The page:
The sport of archery, whether practiced in conjunction with target shooting or hunting, utilizes what is conventionally known as a longbow. This type of bow includes a handle and a pair of flexible limbs extending from either end of the handleto a total length of about 3-5 feet. Because of their size, longbows require special handling considerations, particularly under hunting conditions when the bow is utilized in thick brush or on tree stands of limited space. It is recognized thatlongbows do provide good accuracy and power, but their necessary large size does create constraints in both use and transportability.
It is clear that if the typical accuracy and power of a longbow can be substantially realized in a more compact structure, then such a device would be highly advantageous as a substitute for its bulky counterpart. The prior art has attempted tofulfill this need through various compact bow structures, known as handbows, which are essentially a combination of the basic concepts inherent in both the longbow and the slingshot. These handbows shoot substantially the same arrows used by longbows,with the projecting force being applied through an elastic bowstring rather than through a pair of flexible limbs.
While heretofore known handbows do provide the advantages of small size and easy transportability, there are certain inevitable disadvantages of handbows because of the difficulty in accommodating all the desired characteristics of a longbow insuch a compact structure. Firstly, the accuracy of handbows has generally been compromised because such devices cannot readily accommodate the use of conventional bowsights and the very nature of the required elastic bowstring causes it to snap in anirregular manner and prevent an even application of force to the arrow upon its release therefrom. Secondly, the structural configurations of known handbow frames do not easily accommodate the use of strong or high-powered elastic bowstrings since asecure and stable grip by the archer is generally not possible, thus significantly limiting the shooting power available for handbows.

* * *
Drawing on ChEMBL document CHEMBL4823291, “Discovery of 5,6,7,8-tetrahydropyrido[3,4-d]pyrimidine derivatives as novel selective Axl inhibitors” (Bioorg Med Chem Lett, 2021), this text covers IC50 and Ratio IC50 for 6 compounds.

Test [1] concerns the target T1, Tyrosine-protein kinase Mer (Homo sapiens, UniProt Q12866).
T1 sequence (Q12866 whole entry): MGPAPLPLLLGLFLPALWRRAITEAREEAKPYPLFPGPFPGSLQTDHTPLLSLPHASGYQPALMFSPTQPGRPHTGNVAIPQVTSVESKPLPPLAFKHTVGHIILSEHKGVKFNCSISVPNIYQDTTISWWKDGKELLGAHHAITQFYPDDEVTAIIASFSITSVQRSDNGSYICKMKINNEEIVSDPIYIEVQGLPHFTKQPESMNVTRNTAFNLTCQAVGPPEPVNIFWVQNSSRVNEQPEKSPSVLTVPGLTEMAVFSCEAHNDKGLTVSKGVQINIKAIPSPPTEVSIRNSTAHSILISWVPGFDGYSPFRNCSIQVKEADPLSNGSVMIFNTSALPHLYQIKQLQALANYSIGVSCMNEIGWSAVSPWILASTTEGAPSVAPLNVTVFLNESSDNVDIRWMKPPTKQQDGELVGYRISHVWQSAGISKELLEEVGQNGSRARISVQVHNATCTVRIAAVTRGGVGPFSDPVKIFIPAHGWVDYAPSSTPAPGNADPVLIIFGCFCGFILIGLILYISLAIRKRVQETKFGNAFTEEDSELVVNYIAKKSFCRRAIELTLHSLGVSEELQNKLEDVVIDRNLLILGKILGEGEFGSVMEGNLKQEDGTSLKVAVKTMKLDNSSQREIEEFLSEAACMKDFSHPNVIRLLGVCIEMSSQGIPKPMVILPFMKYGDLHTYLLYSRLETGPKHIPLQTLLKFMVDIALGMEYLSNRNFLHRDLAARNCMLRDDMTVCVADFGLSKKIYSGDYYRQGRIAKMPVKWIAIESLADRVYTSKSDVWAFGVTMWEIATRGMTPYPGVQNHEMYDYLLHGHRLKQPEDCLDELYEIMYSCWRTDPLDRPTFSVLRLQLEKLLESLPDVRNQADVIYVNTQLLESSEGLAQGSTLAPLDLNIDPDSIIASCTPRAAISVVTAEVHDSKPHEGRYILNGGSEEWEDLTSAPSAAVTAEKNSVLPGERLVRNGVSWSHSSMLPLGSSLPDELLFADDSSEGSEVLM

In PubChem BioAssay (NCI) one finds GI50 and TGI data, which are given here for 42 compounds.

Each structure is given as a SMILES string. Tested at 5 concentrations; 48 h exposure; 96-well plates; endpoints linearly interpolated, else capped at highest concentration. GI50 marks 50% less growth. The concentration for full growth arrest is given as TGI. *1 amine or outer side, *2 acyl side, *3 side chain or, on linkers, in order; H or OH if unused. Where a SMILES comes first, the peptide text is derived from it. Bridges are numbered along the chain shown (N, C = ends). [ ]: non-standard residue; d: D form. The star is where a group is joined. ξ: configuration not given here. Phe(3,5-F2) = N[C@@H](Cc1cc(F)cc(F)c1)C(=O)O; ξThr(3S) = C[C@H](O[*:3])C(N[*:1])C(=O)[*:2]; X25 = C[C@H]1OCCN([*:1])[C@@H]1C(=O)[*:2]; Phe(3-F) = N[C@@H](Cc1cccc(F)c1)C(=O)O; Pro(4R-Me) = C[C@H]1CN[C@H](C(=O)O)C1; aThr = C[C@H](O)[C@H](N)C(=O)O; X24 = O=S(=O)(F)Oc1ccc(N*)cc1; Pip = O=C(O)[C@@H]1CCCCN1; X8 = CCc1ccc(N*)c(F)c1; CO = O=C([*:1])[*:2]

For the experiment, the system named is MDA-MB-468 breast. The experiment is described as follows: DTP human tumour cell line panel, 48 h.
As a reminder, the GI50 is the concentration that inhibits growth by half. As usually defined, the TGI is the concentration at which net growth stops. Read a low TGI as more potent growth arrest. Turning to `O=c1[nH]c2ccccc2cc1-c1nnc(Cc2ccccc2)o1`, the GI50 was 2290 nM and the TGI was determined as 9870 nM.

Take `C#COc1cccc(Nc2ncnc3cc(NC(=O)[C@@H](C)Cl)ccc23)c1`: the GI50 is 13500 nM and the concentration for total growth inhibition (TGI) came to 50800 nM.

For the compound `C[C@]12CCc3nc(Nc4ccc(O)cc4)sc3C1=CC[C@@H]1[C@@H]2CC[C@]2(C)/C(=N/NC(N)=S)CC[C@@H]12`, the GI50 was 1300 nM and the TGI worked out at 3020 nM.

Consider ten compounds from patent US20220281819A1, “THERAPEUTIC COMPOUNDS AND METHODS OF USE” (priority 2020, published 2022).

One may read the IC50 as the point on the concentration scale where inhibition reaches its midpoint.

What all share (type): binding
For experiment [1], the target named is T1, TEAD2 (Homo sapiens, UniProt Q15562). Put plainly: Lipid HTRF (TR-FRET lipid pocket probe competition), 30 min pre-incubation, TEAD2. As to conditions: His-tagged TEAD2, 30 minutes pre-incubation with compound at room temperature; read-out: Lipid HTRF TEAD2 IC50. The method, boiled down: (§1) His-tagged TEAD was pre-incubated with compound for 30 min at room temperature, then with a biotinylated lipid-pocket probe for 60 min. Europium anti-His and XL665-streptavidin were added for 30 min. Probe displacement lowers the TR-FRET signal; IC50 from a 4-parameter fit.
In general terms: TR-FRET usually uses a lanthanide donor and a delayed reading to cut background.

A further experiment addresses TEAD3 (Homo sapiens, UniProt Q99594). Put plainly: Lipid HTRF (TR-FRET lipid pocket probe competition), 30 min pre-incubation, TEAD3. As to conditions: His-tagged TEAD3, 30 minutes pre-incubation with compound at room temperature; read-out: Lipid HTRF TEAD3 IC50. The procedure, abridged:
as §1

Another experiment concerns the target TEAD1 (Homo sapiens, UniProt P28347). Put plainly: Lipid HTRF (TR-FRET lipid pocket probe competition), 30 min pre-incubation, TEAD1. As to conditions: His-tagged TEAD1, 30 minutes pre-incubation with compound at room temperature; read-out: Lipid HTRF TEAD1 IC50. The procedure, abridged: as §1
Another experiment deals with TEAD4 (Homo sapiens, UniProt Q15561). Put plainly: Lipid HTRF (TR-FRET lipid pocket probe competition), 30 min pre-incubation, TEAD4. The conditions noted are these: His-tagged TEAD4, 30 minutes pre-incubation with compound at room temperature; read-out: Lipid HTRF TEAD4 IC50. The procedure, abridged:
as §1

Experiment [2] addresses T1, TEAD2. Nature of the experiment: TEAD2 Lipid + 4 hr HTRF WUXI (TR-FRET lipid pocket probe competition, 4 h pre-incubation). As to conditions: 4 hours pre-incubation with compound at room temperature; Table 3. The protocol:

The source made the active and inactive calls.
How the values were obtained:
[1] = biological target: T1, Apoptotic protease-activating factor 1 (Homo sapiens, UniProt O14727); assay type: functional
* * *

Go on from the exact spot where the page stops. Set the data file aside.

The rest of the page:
SUMMARY OF THE INVENTION
The present invention provides an improvved handbow which includes a novel angular frame structure having a handle and associated grips which, when grasped together by the hand of the archer, permits the use of heavy elastic bowstrings havingmaximum power capabilities. The bowstring is detachably secured in slots disposed at opposite ends of the frame, with the latter being preferably integrally formed of strong lightweight material, such as injection-molded plastic. The frame includes apair of rearwardly projecting stops which serve to terminate the forward movement of the bowstring to provide an even application of force to the arrow upon its release and promote consistency and accuracy in shooting. The frame is provided with anopening through which the arrow is supported and shot, with an adjustable sight being disposed in the opening to assist in aiming the arrow.
It is an object of the invention to provide an improved handbow which is compact in size and capable of providing substantially the same performance as a conventional longbow.
It is another object of the invention to provide an improved handbow which is capable of using high-powered bowstrings while providing a high degree of shooting accuracy.
It is yet a further object of the invention to provide an improved handbow which is light in weight, strong in structure and economical to manufacture.
These and other objects, features and advantages of the invention will become apparentfrom the following description of preferred embodiments thereof, with reference to the accompanying drawings which form a part of the specification, wherein like reference characters designate corresponding parts of the several views.